Regardless of the particular technique used to collect the tristimulus values, the color accuracy of the reproduced image will be only as good as the spectral band match between the spectral sensitivity of the photo sensor used to record the image and the spectral sensitivity for human vision. As is well-known, the human eye comprises three different kinds of color receptors (cones) that are sensitive to various spectral bands or regions that roughly correspond to red, green, and blue light. The receptors are relatively “broad band” devices, sensitive to a wide range of wavelengths with each color band region. For example, blue receptors are typically sensitive to light having wavelengths ranging from about 400 nm to 500 nm; green receptors to light having wavelengths ranging from about 480 nm to 600 nm; and red receptors to light having wavelengths ranging from about 500 nm to 650 nm. While the specific sensitivities of the color receptors vary from person to person, the average response for each receptor has been quantified and is known as the “CIE standard observer.”

One problem which continues to present challenges is associated with the fact that during scanning of an object, one of the scanner or the object is typically moving relative to the other. Accordingly, where exposure takes place in a sequential manner as, for example, with a single array sensor, transitions from one color to another color on the object (i.e., from black-to-white where, for example, a portion of a printed letter appears on a page) occurs at different times as seen by the sensor. Hence, a halo effect can be presented whereby the ultimately-rendered image, such as a printed image of the scanned object, will be seen to have a halo adjacent to the transition regions. Specifically, and with reference to FIG. 11, an enlarged CIS (Contact Image Sensor) scan of the word “You” appears. The word “You” was scanned from an object on which the letters were black and the background was white. The background, however, appears as yellow and there are vertical lines which run through much of this image. Each square in the image represents a single pixel value. A linear array of sensors view a horizontal line which cuts across the word “You” from left to right, then the line moves down (toward the bottom of the word) and scans another horizontal line. In this example, the top edge of the horizontal line (at the tops of the individual letters) appears as yellow. The bottom edge of the letters appear as blue. This is not the case for vertical lines defining the sides of the letters, which do not have a different color on the left side versus the right side. The above-described color artifact is undesirable because the ultimately-rendered image is not as accurately presented as is desirable.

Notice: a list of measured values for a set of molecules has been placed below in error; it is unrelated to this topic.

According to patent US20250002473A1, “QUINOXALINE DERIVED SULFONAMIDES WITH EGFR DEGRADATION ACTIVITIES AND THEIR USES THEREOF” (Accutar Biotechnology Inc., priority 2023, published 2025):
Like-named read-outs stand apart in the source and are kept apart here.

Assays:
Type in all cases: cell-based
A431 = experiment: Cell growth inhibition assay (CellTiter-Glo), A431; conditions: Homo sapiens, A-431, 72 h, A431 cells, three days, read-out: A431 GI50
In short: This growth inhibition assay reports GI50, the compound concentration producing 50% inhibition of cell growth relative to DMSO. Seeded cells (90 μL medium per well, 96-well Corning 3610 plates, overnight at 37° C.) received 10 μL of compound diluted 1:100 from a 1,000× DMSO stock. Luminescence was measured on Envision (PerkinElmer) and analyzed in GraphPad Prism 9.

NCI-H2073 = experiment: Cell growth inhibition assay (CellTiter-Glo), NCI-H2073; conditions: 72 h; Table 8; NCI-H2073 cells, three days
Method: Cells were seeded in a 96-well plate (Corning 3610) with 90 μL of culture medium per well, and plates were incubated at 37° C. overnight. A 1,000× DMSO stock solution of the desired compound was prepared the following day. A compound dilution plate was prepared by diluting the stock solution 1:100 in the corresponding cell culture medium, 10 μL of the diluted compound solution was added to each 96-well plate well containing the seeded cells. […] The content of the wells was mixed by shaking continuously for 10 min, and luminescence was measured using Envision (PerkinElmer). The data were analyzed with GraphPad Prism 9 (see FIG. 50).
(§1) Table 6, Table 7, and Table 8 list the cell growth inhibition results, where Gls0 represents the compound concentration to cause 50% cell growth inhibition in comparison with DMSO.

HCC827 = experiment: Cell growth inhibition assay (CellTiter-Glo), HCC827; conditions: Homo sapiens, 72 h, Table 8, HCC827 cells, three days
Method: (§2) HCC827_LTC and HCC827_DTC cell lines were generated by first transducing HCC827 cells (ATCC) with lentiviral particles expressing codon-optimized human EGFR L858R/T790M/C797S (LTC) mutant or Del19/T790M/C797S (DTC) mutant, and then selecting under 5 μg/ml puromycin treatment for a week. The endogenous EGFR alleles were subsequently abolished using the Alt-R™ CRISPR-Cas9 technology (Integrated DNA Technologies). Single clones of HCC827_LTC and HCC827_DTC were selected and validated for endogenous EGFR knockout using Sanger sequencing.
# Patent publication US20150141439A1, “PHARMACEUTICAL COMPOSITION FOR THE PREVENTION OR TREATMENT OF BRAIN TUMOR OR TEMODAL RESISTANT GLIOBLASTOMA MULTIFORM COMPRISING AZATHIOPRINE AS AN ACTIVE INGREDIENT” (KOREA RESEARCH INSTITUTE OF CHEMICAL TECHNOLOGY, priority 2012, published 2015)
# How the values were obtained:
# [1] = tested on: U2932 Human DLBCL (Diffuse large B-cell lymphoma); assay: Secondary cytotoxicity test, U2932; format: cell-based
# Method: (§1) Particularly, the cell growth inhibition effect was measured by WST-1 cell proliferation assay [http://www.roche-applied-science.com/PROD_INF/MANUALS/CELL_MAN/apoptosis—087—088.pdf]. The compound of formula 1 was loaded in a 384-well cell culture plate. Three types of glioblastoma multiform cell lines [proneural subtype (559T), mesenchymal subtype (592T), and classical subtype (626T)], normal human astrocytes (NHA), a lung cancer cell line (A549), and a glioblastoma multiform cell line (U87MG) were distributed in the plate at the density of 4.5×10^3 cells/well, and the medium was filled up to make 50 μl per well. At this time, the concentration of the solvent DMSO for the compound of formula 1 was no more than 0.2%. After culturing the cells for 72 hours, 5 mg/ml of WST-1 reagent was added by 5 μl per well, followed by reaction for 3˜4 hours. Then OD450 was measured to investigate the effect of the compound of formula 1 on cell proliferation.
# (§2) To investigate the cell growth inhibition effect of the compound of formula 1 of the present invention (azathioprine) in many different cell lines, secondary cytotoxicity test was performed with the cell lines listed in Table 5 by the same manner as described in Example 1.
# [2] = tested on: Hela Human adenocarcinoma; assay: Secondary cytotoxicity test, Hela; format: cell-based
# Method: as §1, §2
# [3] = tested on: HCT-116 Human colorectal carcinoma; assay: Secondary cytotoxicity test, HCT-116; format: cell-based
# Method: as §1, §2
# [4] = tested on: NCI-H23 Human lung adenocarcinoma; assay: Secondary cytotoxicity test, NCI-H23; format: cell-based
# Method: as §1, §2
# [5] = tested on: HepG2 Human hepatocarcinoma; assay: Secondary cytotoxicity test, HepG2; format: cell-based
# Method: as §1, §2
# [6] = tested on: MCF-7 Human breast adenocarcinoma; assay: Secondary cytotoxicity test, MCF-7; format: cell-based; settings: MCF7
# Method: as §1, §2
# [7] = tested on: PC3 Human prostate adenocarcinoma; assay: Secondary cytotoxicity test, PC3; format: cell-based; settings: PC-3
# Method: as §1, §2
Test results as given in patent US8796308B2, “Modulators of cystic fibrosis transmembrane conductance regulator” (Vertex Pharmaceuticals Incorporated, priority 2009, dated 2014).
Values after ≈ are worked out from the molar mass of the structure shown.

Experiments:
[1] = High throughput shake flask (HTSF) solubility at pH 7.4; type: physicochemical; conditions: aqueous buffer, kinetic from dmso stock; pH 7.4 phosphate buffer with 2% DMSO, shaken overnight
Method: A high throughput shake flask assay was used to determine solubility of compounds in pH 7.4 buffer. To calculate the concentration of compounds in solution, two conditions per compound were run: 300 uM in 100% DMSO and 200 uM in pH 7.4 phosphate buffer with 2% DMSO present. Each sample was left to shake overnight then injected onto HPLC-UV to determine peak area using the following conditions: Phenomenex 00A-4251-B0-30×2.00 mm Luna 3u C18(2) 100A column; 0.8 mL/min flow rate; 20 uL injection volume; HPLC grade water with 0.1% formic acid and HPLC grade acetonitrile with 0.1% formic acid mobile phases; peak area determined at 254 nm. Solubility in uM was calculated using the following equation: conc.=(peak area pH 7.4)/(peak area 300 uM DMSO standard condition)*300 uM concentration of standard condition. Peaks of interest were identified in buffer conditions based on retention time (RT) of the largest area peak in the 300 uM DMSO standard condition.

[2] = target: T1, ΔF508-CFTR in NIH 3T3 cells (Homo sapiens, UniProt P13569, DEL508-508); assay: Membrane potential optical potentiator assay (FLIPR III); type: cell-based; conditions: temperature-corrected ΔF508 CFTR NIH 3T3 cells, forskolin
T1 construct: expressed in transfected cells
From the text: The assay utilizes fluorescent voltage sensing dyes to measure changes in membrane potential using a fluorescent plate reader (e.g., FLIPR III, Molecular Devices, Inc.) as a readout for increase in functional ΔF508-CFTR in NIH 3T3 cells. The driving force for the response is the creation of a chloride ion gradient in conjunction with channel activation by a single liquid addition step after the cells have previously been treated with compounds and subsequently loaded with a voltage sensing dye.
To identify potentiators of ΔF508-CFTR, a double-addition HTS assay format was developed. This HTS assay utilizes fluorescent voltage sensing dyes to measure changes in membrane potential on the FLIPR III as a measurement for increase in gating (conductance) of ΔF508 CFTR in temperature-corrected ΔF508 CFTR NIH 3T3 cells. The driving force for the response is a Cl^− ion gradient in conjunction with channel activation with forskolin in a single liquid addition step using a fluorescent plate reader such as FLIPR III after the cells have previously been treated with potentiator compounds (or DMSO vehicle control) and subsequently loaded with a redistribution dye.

Accordingly, this invention arose out of concerns associated with providing improved scanner assemblies, optical scanners, and methods of scanning color images.

SUMMARY OF THE INVENTION

Sensor assemblies, optical scanners, and methods of scanning color images are described. In one embodiment, a single array of sensor elements is provided. A light source assembly is positioned in proximity with the single array and is configured to illuminate an object with a plurality of different colors of light while at least one of the object or the single array moves with a velocity having a velocity profile relative to the other object or the single array. An illumination sequence processor is operably coupled with the light source assembly and is configured to assign individual colors of light for illumination on the object in accordance with variations in the velocity profile of the velocity with which the object or the array moves relative to the other.